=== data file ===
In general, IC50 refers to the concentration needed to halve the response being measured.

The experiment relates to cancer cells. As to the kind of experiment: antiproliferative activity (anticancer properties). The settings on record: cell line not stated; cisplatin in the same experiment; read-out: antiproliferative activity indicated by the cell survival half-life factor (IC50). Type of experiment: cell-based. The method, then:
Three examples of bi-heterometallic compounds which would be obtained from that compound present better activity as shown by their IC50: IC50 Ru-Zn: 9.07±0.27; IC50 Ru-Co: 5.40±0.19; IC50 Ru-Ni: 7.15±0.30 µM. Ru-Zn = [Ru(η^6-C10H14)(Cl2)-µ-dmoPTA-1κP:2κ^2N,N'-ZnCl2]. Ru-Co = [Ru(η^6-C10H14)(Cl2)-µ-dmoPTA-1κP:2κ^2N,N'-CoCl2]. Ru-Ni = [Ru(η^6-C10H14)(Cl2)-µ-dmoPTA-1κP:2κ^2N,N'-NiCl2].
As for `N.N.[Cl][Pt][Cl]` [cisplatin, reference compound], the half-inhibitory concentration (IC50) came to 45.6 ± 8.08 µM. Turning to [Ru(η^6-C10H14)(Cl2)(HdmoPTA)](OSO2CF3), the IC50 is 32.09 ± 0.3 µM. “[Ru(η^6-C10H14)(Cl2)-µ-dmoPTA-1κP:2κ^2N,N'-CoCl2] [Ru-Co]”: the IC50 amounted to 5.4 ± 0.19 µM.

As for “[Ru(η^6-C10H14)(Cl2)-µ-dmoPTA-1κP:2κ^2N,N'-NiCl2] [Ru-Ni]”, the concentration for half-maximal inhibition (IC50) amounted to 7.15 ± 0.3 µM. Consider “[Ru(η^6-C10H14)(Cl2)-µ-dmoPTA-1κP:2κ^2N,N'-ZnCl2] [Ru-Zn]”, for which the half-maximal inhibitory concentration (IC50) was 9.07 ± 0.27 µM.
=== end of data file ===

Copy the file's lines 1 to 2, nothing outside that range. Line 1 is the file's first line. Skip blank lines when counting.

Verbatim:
In general, IC50 refers to the concentration needed to halve the response being measured.

The experiment relates to cancer cells. As to the kind of experiment: antiproliferative activity (anticancer properties). The settings on record: cell line not stated; cisplatin in the same experiment; read-out: antiproliferative activity indicated by the cell survival half-life factor (IC50). Type of experiment: cell-based. The method, then: